Post # 1
We just signed all the documents needed to put our first offer on potentially our first home. We are so close I can see the finish line….and I’m starting to see glimmers of what’s after the finish line, too. It’s raising questions like what then? Neither of us grew up in a home so I am feeling like a fish out of water. Is there a guide I can buy ? Haha. But seriously…I’m thinking is there a book I can buy (like wedding planning 101) that goes over what I should do after closing? For example change locks, change address etc etc?
Post # 2
Congrats! We just bought our first home this spring. Definitely make sure to update your address-not just the post office but work, bank, credit cards, driver’s license, etc. Also set up autopay on all of your utilities. We were so wrapped up in buying furniture and general home excitement that we totally forgot to pay our first month’s mortgage!
Post # 3
You should ask your Realtor. I am a Realtor, and I have a template that I cut and paste in to an email for Buyers before completion. I tweak it a bit for each one, but it’s basically the same for everyone. It covers it all and has contact info for all the utility companies, insurance, Locksmiths, HOA if applicable, etc. Plus some extras like snow clearing companies, landscapers.
Post # 4
Get the book The Virgin Homeowner! I have a friend who gave me a copy when I was buying my first home. It’s a complete guide to surviving your first home and has so many great tips and explains the various systems of a house. It’s wonderful!
Post # 5
Not to be a downer, but my first tip is to not get too excited just yet. Offers get rejected all the time, inspections fail, financing falls through, etc. I didn’t let myself get excited until I was standing in the house with keys in hand. Then I worried about the rest. Good luck!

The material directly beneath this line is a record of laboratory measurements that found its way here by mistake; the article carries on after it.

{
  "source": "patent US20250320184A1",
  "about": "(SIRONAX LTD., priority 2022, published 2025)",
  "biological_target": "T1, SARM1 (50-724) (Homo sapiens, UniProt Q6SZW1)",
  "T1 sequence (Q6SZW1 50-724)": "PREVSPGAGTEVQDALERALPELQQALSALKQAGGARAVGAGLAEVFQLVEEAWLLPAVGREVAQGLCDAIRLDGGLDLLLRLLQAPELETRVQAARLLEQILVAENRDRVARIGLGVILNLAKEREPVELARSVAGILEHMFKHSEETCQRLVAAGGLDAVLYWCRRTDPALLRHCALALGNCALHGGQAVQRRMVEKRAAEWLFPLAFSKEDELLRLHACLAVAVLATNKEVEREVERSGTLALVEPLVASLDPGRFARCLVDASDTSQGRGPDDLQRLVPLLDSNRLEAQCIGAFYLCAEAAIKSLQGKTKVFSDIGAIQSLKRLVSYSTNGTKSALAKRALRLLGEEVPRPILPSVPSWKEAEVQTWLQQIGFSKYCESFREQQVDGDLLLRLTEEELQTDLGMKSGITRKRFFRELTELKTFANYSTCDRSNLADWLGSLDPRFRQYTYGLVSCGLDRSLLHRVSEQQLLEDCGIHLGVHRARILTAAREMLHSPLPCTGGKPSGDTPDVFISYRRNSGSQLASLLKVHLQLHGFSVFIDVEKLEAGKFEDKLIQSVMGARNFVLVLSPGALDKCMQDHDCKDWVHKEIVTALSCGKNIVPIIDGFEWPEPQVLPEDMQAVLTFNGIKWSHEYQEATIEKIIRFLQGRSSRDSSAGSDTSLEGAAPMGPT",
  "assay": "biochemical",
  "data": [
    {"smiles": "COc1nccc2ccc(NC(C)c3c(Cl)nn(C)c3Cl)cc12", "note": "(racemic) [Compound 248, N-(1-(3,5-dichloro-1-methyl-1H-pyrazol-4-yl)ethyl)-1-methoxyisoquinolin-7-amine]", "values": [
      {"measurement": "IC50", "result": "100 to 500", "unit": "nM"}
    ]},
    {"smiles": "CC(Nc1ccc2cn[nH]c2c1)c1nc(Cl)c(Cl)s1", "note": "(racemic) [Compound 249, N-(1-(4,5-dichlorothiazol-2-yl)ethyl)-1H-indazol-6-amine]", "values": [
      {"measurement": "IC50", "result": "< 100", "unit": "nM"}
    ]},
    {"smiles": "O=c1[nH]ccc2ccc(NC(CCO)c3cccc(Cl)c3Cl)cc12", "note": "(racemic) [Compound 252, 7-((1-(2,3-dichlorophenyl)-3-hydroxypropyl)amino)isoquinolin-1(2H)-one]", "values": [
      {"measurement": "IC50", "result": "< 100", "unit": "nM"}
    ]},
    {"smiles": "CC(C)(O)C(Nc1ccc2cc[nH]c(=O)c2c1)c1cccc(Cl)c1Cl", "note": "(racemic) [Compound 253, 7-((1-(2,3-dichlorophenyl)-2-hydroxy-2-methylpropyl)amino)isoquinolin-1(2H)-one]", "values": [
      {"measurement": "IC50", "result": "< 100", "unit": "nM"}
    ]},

Post # 6
wedding2017 : change the locks, for sure
Get some estimates on anything that you know will need work, so you can start saving up for those repairs.. if nothing, even better haha.
My husband and I allocate some money to our house fund each month. Furniture, upgrades, and repairs come out of that account. That way if/when we need to repair our sewer line or whatever we have money set aside for it. The first few months we burned through that budget as quickly as we put it aside (buying curtains, furniture, etc..) but now we have a decent little lump sum for whatever happens..
As a PP said though.. a lot happens between putting in an offer and closing. I hope it all goes smoothly, for you! If you didn’t do a pre inspection make sure you get a GOOD inspection. Our inspector definitely made some mistakes and luckily it worked out (some stuff he missed was costly but other stuff he thought would be costly wasnt actually a problem so it was a wash) but if he hadn’t made mistakes in both directions we easily could hhav e been looking at $10-20k more in costs than we had budgeted for.
Post # 8